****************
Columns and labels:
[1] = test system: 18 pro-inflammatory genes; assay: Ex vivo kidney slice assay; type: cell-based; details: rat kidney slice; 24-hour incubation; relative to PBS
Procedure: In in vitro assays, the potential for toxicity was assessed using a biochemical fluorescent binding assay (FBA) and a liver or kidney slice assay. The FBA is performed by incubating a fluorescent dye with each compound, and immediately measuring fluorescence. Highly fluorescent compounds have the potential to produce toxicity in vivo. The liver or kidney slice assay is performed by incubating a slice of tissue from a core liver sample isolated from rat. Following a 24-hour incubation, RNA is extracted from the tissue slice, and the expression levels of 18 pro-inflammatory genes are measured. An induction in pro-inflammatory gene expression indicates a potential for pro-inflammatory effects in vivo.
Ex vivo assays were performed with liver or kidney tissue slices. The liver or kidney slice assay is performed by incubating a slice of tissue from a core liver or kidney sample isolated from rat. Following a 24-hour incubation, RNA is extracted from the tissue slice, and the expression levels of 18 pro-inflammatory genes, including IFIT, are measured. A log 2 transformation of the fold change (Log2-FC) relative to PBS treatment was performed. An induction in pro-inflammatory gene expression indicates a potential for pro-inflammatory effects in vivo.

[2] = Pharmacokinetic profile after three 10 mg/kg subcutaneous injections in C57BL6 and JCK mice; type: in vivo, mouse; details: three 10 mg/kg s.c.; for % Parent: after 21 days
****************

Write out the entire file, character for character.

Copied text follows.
Columns and labels:
[1] = test system: 18 pro-inflammatory genes; assay: Ex vivo kidney slice assay; type: cell-based; details: rat kidney slice; 24-hour incubation; relative to PBS
Procedure: In in vitro assays, the potential for toxicity was assessed using a biochemical fluorescent binding assay (FBA) and a liver or kidney slice assay. The FBA is performed by incubating a fluorescent dye with each compound, and immediately measuring fluorescence. Highly fluorescent compounds have the potential to produce toxicity in vivo. The liver or kidney slice assay is performed by incubating a slice of tissue from a core liver sample isolated from rat. Following a 24-hour incubation, RNA is extracted from the tissue slice, and the expression levels of 18 pro-inflammatory genes are measured. An induction in pro-inflammatory gene expression indicates a potential for pro-inflammatory effects in vivo.
Ex vivo assays were performed with liver or kidney tissue slices. The liver or kidney slice assay is performed by incubating a slice of tissue from a core liver or kidney sample isolated from rat. Following a 24-hour incubation, RNA is extracted from the tissue slice, and the expression levels of 18 pro-inflammatory genes, including IFIT, are measured. A log 2 transformation of the fold change (Log2-FC) relative to PBS treatment was performed. An induction in pro-inflammatory gene expression indicates a potential for pro-inflammatory effects in vivo.

[2] = Pharmacokinetic profile after three 10 mg/kg subcutaneous injections in C57BL6 and JCK mice; type: in vivo, mouse; details: three 10 mg/kg s.c.; for % Parent: after 21 days